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J. G., æt. 15, was shot in the abdomen at 7 p.m. on February 8, 1890. The wound was one inch and a half to the left of and on line with the umbilicus, and was made by a 32-calibre ball. The pistol was discharged at close range. I saw him at ten P.M. He was then in bed with the lower extremities flexed; vomiting was frequent, and he complained of great abdominal pain; the facial expression was anxious, and the abdomen was hard and retracted; pulse was over a hundred and rather weak; shock was evident but not extreme. The wound was not probed, but it was plain that the cavity had been entered and all the symptoms pointed to visceral wounds. Laparotomy was indicated, and at eleven o'clock, by lamp light, I operated, assisted by Drs. Bryan, Keller and Scott. Chloroform was administered and several times during the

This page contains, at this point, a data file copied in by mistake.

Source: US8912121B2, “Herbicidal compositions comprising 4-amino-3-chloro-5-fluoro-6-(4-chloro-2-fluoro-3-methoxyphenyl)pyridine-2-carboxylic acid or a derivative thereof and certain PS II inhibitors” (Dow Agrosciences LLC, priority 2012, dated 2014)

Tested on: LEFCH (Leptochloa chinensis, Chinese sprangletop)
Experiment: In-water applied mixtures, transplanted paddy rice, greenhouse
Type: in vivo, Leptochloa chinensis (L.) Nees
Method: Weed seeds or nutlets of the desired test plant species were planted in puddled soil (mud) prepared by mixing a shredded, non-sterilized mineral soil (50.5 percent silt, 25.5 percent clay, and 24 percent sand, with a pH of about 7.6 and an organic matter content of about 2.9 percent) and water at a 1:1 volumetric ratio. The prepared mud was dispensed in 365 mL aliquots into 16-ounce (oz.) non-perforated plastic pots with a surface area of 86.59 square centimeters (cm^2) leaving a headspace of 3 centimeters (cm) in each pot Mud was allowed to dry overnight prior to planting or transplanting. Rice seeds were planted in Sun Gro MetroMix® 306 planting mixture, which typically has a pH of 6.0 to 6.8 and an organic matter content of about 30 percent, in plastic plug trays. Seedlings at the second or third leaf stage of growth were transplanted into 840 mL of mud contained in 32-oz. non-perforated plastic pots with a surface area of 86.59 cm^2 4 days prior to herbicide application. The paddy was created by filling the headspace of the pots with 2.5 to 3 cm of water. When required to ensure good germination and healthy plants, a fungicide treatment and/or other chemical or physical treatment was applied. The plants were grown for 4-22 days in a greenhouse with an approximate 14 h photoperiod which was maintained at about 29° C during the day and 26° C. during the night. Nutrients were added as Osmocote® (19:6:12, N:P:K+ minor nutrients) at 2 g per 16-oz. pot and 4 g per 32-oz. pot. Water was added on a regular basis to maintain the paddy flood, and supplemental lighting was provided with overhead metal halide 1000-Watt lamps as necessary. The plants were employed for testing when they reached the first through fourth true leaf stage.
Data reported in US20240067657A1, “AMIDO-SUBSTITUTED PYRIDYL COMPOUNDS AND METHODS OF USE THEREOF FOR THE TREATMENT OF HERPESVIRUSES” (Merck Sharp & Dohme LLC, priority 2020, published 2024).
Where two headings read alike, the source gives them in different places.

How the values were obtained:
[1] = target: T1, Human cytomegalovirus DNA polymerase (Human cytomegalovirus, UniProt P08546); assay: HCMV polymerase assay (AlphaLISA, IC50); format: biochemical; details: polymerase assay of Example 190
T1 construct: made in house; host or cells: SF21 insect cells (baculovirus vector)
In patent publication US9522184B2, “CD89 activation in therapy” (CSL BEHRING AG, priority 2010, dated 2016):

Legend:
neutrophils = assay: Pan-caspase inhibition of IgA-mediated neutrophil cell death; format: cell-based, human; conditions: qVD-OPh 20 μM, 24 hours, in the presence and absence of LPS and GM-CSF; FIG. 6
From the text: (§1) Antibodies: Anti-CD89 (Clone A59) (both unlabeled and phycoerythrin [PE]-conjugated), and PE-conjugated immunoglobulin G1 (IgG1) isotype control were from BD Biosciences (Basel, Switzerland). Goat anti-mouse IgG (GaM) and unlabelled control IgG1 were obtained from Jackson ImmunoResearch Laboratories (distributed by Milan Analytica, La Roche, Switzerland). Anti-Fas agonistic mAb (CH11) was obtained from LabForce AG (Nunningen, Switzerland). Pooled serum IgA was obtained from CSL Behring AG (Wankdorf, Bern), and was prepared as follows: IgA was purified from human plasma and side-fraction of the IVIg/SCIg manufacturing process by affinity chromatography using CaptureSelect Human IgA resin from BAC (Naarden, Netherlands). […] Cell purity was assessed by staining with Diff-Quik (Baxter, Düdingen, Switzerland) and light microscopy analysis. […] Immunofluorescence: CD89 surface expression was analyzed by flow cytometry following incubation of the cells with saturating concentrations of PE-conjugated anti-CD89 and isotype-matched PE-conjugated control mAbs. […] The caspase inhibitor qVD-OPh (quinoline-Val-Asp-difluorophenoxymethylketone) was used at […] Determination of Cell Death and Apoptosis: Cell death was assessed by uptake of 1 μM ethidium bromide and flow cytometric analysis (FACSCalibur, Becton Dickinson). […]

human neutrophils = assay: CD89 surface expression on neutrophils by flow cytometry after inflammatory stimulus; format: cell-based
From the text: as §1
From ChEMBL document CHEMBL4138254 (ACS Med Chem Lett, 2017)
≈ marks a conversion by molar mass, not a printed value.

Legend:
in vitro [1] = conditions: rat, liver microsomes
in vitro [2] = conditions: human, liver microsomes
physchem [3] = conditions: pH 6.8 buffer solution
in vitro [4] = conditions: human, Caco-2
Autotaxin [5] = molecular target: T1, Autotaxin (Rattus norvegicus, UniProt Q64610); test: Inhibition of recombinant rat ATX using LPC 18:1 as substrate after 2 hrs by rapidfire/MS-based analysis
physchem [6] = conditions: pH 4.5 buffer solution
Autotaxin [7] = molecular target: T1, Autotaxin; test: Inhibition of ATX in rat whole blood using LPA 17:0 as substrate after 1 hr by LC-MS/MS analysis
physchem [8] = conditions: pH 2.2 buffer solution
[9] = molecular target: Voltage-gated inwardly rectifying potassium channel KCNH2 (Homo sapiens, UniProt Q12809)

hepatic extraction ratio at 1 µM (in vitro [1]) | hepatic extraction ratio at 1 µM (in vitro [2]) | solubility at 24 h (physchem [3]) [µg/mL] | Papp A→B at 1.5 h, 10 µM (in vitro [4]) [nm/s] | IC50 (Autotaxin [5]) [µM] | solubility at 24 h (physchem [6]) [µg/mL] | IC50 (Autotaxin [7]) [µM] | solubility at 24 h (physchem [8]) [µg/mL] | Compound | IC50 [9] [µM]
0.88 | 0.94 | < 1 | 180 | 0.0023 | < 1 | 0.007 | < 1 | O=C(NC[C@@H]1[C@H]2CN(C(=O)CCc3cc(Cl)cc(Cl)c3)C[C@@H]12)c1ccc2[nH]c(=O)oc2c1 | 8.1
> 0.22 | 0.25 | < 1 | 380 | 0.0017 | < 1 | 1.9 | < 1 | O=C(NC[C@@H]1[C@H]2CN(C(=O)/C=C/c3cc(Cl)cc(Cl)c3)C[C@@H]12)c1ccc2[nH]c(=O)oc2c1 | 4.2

BARROW D. GUNSHOT WOUNDS OF THE ABDOMEN; WITH CASES.Read in the Section of Surgery and Anatomy at the Forty-first Annual Meeting of the American Medical Association, Nashville, Tenn., May, 1890. JAMA. 1890;XV(6):203–206. doi:10.1001/jama.1890.02410320005001a
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